Technologically facilitated democracy could increase its effectiveness and help to propagate it
Technology may pose the answers for engaging the majority of the population who fail to engage in democracy and arm society with tools in increase transparency, but arguably technology could contribute to undermining participation and transparency in democratic states also. The resolution of this problem in the face of this dilemma may serve to influence less democratic nations, giving them a road map to democracy. Democracy is not a rigid or binary but a nuanced individualised process, it can be adopted and it can be improved no matter how long a history of democracy the society has enjoyed, but technologies such as electronic voting, blockchain and artificial intelligence are set to set to make the process easier, clearer and more effective.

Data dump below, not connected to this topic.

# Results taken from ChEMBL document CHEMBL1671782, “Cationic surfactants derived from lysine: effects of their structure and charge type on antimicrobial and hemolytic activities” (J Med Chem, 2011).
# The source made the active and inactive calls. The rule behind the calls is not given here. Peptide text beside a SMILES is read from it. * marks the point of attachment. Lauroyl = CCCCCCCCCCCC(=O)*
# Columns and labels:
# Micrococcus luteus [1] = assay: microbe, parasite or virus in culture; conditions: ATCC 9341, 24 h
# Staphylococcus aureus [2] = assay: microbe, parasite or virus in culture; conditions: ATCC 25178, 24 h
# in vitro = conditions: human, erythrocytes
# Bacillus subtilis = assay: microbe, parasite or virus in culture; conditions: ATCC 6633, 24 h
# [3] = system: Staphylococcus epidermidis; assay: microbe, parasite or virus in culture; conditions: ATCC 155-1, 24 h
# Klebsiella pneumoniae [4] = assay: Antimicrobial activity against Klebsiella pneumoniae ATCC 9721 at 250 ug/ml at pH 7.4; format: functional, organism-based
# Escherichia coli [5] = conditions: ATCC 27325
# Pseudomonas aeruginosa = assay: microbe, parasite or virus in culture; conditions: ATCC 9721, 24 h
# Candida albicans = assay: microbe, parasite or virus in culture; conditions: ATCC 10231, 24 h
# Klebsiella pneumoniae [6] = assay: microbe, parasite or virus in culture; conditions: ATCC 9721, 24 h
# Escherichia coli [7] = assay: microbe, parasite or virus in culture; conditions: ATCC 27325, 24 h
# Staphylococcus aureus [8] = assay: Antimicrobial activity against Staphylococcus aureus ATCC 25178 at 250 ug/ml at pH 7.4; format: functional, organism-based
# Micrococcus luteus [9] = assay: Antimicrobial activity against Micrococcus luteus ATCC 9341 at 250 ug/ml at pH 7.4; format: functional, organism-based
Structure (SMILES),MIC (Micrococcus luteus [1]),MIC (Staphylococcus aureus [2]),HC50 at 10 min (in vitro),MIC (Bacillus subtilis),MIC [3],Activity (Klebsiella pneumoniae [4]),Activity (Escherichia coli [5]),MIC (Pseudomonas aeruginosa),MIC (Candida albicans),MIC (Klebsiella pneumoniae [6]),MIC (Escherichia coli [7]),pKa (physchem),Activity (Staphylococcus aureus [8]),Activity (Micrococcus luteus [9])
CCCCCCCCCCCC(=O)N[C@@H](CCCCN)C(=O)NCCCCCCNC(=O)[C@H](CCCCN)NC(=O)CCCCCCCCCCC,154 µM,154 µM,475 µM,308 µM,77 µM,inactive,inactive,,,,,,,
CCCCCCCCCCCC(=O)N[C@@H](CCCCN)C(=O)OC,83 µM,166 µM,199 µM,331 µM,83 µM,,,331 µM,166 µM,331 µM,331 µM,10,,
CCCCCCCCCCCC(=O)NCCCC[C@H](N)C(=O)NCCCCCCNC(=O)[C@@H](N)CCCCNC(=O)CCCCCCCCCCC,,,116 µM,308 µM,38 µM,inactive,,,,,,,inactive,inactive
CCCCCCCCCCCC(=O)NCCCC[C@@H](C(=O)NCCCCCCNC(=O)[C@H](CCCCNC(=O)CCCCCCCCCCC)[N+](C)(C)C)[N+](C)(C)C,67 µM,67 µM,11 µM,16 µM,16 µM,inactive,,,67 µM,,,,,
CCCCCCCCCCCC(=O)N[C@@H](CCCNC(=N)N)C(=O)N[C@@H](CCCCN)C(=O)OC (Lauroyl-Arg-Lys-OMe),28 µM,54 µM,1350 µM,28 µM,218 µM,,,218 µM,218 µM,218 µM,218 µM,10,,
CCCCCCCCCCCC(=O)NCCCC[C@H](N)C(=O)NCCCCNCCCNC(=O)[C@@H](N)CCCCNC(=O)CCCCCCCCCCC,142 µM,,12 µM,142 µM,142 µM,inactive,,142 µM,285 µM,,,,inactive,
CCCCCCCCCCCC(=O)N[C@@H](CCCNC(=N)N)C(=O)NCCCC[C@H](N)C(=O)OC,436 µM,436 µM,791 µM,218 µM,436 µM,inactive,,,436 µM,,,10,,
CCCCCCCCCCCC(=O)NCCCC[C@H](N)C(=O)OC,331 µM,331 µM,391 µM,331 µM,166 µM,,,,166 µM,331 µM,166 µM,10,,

One of the issues facing even healthy democracies is a low voter turn out, with only around 50% of voters casting a vote in the US and lower than 43% in the EU in recent years, showing a steady decline over time. However advances in and use of technologies such as blockchain could amount to making voting as uncomplicated as ordering take away food. Countries such as Estonia, India and Switzerland are already using electronic voting machines, but blockchain may make this process cheaper and more secure, possibly giving way to remote voting in the future. Furthermore, changes to the general population voting on issues rather than representatives could revolutionise democratic participation, bringing political issue to individual voters and encouraging direct participation in political issues.